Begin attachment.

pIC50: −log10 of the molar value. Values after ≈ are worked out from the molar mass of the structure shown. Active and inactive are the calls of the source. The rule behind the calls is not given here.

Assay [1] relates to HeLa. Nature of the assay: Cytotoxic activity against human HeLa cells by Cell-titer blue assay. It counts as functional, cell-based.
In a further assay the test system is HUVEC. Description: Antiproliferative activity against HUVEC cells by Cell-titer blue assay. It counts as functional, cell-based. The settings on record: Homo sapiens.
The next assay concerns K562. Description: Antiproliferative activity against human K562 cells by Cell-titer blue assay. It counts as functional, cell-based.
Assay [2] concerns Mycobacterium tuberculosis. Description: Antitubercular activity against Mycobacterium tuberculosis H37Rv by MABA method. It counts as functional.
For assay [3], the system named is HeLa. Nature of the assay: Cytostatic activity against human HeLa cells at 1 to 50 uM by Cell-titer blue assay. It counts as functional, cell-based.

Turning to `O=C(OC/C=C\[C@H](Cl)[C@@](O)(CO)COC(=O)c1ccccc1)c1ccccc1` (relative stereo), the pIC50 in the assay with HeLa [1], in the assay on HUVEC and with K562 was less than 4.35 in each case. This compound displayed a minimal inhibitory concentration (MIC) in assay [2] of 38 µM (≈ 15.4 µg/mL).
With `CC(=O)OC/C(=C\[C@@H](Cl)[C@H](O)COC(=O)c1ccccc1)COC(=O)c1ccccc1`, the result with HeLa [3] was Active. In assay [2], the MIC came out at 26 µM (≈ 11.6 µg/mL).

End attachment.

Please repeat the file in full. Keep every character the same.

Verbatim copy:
pIC50: −log10 of the molar value. Values after ≈ are worked out from the molar mass of the structure shown. Active and inactive are the calls of the source. The rule behind the calls is not given here.

Assay [1] relates to HeLa. Nature of the assay: Cytotoxic activity against human HeLa cells by Cell-titer blue assay. It counts as functional, cell-based.
In a further assay the test system is HUVEC. Description: Antiproliferative activity against HUVEC cells by Cell-titer blue assay. It counts as functional, cell-based. The settings on record: Homo sapiens.
The next assay concerns K562. Description: Antiproliferative activity against human K562 cells by Cell-titer blue assay. It counts as functional, cell-based.
Assay [2] concerns Mycobacterium tuberculosis. Description: Antitubercular activity against Mycobacterium tuberculosis H37Rv by MABA method. It counts as functional.
For assay [3], the system named is HeLa. Nature of the assay: Cytostatic activity against human HeLa cells at 1 to 50 uM by Cell-titer blue assay. It counts as functional, cell-based.

Turning to `O=C(OC/C=C\[C@H](Cl)[C@@](O)(CO)COC(=O)c1ccccc1)c1ccccc1` (relative stereo), the pIC50 in the assay with HeLa [1], in the assay on HUVEC and with K562 was less than 4.35 in each case. This compound displayed a minimal inhibitory concentration (MIC) in assay [2] of 38 µM (≈ 15.4 µg/mL).
With `CC(=O)OC/C(=C\[C@@H](Cl)[C@H](O)COC(=O)c1ccccc1)COC(=O)c1ccccc1`, the result with HeLa [3] was Active. In assay [2], the MIC came out at 26 µM (≈ 11.6 µg/mL).